October 18, 1999 – The accompanying chart of the Gold price in terms of Deutschemarks is absolutely and completely breathtaking for anyone interested in the price of Gold. A truly long awaited event has just occurred.
THE DOWNTREND LINE GOING BACK TO THE JANUARY 1980 HIGH HAS BEEN BROKEN. A near 20-year old trend line has been bettered. This important milestone has repercussions not just for my European subscribers, but for everyone else as well.
The 20-year trend of the Deutschemark has changed. The Deutschemark – long considered to be one of the soundest of all national currencies – is losing purchasing power when compared to Gold. The tide has turned. Therefore, the breaking of this major downtrend indicates that investors are now better-off holding Gold than Deutschemarks.
The odds suggest that from now on, it’s the Deutschemark down, and Gold up as far as their relative purchasing power is concerned. The same conclusion is probably true for the Swiss Franc as well.
Because of space limitations, I’ve not included a chart of the Swiss Franc price of Gold. The picture is basically the same, but not quite as powerful. In other words, because the Swiss Franc in recent months has been strengthening against the Deutschemark (i.e., what is technically speaking, the Euro in Germany), Gold’s rise in terms of the Swiss Franc has not been as powerful as its rise in terms of the Deutschemark.
The price of Gold in Swiss Francs has also broken through its downtrend line, but not as forcefully. And it has now slipped back below this key downtrend line, albeit by only a few Swiss Francs. But not against the Deutschemark, as the Gold price remains well above the downtrend line and the break-out point, as can be seen on the accompanying chart.
Note also the horizontal line on the chart. It’s there for a purpose.
In recent letters (particularly in Interim Letter #249a dated August 17th) I have been talking about a bear trap in the Dollar price of Gold. In a bear trap, investors sell thinking that Gold is ready to head lower. A bear trap is opened when an important and long-standing support zone is tested and then fails, carrying the price to a new multi-year low in the midst of a barrage of publicity and media hype. In addition to bringing a lot of attention to the market, the news reports raise the level of fear and therefore create the opportunity to catch a lot of investors in the trap.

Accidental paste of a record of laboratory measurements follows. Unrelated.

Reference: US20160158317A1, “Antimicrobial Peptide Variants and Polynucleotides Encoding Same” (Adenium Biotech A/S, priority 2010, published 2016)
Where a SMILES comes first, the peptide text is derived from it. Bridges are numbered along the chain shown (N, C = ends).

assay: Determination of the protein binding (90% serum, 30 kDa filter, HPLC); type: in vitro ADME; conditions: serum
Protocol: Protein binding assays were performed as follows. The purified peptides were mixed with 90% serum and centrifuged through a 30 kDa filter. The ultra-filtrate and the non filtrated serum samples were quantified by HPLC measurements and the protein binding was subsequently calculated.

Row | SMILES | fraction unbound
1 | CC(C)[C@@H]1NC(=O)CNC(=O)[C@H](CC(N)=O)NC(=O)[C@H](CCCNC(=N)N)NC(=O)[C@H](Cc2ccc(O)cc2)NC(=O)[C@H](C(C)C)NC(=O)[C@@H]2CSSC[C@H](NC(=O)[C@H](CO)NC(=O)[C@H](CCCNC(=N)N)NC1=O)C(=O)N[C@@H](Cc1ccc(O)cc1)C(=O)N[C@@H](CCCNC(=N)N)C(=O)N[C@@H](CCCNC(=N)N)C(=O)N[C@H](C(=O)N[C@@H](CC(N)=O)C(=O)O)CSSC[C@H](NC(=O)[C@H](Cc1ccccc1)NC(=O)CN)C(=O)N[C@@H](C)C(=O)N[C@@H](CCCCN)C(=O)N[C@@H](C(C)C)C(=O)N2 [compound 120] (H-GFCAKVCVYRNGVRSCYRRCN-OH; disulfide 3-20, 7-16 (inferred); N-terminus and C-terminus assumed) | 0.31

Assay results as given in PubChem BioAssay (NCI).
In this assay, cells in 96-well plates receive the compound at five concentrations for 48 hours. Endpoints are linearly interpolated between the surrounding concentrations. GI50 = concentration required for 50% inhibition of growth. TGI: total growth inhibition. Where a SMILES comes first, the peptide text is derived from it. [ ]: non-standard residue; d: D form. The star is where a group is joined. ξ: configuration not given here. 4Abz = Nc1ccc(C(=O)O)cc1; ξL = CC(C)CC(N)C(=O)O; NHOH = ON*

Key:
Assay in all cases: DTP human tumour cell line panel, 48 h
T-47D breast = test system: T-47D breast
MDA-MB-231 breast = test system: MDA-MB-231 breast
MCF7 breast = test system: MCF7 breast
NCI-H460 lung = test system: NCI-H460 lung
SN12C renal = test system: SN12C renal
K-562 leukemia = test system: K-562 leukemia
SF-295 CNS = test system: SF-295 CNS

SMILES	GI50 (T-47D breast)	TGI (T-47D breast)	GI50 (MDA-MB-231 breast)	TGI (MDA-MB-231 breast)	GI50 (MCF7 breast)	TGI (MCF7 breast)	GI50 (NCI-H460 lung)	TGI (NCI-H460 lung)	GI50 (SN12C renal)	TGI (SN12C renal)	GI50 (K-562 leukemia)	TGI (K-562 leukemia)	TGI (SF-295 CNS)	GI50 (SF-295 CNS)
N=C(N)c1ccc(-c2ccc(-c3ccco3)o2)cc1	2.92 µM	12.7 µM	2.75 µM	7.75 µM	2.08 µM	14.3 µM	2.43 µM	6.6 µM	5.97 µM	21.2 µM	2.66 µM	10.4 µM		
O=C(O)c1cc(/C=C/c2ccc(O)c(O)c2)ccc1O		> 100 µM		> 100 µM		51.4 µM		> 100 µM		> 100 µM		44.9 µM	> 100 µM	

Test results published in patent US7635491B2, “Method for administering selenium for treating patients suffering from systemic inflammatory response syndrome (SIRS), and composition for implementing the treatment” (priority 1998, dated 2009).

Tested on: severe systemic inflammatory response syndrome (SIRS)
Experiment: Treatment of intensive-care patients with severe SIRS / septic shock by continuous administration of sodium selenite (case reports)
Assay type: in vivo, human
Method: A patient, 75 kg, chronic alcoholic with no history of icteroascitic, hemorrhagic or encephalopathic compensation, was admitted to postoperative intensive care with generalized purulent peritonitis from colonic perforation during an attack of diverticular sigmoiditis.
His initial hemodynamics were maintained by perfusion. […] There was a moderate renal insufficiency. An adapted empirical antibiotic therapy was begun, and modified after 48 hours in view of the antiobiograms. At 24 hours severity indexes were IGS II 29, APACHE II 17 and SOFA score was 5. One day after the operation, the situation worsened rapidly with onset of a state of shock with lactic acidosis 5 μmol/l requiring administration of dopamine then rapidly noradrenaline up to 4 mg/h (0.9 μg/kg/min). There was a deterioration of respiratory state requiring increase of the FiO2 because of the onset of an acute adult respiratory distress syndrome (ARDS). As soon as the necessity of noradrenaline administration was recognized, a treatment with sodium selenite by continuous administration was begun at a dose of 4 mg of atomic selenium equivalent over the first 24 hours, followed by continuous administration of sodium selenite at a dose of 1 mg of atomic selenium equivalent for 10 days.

However, instead of continuing lower, the price soon reverses back up over the just failed support line, thereby snapping closed the bear trap. The rising Gold price traps the would-be bears who dumped their metal on the break into new low prices. The newly formed bears are then forced into the rather unpleasant situation of buying their metal back at a higher price, or perhaps what is even a worse alternative, standing on the sidelines watching the price head higher without them being onboard.
The bear trap in the Dollar price of Gold occurred when $270 was broken in the weeks after the Bank of England auction. The price of Gold fell to 20-year lows, with a lot of publicity and media coverage. It was a great opportunity for a bear trap, and judging from the high volumes we saw back then, apparently many investors fell into it. Interestingly, investors who measure their portfolio in terms of Deutschemarks also got trapped.
A bear trap occurred when the Gold price broke below Dm 480 per ounce, and made a new 20-year low in terms of Deutschemarks. From July until September 1999, the price of Gold traded below this important Dm 480 support level (horizontal line on the chart), which had held on several previous tests over the years. In September Gold moved back above Dm 480 and the trap was set. Gold is now at Dm 570 per ounce.
Similar events have now occurred in terms of all the major currencies. As is the case between the Deutschemark and the Swiss Franc, there have been some variations in Gold’s relative performance because the currencies themselves have been fluctuating against one another. But the important point is that people all over the world have been caught in the bear trap, and the reaction of the Gold price once the trap was closed has been violent. Not only has the price jumped in one of the biggest surges in recent times, but now the price of Gold in terms of Deutschemarks has broken above its 20-year downtrend. It is a momentous event, and is more evidence that what we are now witnessing is not just a bear market rally. Rather, we have begun what I expect will be a rip-snorting, multi-year bull market.
Gold is above its 200-day moving average in terms of all the world’s major currencies. Gold is also in uptrends against all of the currencies. It’s a Gold bull market. Gold is winning, and national currencies are losing. Look for Gold to head higher.